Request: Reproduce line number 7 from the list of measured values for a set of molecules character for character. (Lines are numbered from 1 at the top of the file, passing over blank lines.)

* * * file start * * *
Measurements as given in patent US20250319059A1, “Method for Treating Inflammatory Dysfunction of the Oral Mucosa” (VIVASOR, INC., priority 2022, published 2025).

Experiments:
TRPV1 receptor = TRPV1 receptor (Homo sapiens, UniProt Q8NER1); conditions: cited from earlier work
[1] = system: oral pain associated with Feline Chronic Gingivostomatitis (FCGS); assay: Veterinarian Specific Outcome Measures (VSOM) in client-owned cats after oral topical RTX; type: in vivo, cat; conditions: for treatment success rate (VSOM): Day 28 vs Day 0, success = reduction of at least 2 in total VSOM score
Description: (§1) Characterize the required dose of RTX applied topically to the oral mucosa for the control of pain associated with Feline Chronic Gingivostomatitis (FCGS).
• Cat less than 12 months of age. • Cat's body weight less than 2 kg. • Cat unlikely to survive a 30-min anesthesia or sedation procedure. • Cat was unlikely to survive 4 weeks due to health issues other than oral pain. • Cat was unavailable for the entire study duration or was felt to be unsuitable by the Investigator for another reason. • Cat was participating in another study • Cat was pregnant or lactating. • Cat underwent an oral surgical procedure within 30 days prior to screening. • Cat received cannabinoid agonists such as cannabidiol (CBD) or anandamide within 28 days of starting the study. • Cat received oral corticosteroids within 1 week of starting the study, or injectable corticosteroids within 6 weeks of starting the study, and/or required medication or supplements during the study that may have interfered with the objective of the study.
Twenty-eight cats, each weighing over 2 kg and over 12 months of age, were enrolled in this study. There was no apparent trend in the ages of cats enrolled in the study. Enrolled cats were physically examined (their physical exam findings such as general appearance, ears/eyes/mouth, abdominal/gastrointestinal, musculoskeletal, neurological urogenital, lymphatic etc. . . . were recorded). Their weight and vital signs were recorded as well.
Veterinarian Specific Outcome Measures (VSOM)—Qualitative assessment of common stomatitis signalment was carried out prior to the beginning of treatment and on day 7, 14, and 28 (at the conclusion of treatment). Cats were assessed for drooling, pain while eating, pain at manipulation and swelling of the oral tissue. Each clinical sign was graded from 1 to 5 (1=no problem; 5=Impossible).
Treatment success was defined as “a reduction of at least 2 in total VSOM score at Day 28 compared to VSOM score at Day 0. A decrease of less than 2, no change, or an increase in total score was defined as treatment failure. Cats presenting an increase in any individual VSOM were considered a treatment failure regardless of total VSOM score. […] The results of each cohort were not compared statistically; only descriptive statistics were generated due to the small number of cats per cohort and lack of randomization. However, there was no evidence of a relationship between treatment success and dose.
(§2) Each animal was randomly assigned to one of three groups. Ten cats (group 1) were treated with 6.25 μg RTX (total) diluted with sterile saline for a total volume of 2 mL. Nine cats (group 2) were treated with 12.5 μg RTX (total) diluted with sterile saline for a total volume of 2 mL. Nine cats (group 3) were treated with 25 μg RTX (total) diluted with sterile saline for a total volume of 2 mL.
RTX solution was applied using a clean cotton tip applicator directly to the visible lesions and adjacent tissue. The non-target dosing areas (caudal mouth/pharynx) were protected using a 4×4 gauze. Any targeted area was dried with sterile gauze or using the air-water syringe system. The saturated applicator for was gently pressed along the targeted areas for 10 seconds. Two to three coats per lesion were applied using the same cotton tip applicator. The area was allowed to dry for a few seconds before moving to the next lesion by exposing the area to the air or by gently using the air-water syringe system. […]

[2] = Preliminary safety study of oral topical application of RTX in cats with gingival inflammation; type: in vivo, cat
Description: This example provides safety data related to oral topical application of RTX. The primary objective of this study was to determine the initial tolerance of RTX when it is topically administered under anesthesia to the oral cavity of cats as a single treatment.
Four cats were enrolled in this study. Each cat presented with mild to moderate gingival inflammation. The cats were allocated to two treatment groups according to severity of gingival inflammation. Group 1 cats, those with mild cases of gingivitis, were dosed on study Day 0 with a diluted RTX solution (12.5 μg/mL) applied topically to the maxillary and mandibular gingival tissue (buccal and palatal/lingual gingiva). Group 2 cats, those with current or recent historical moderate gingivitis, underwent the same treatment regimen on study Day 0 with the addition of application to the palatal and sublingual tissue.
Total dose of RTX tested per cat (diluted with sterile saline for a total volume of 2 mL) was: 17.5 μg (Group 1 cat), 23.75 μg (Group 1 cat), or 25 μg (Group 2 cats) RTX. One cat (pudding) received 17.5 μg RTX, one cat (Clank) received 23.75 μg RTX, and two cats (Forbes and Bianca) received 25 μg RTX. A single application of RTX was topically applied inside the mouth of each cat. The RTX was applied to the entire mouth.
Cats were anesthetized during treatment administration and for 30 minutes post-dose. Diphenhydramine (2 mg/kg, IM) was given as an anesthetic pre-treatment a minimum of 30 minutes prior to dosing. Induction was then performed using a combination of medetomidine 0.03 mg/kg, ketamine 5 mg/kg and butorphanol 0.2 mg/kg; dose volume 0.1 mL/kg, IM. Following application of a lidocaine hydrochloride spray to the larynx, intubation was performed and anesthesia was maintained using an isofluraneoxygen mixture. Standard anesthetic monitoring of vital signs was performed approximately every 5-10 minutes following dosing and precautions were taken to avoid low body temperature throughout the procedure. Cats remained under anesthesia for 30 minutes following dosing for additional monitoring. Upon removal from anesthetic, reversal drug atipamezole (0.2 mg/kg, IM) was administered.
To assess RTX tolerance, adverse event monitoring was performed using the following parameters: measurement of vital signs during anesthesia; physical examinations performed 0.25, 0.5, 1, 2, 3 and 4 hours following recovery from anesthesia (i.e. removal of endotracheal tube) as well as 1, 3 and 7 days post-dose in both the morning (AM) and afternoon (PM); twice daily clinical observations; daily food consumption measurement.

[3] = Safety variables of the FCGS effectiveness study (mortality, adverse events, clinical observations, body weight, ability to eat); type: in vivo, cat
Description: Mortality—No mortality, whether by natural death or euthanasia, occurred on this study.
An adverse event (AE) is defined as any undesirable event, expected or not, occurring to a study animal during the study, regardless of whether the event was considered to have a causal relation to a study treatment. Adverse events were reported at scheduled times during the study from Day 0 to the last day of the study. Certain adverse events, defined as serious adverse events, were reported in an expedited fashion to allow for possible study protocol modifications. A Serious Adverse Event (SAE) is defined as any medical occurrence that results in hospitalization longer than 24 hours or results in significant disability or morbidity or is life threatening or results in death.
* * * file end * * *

Twenty-eight cats, each weighing over 2 kg and over 12 months of age, were enrolled in this study. There was no apparent trend in the ages of cats enrolled in the study. Enrolled cats were physically examined (their physical exam findings such as general appearance, ears/eyes/mouth, abdominal/gastrointestinal, musculoskeletal, neurological urogenital, lymphatic etc. . . . were recorded). Their weight and vital signs were recorded as well.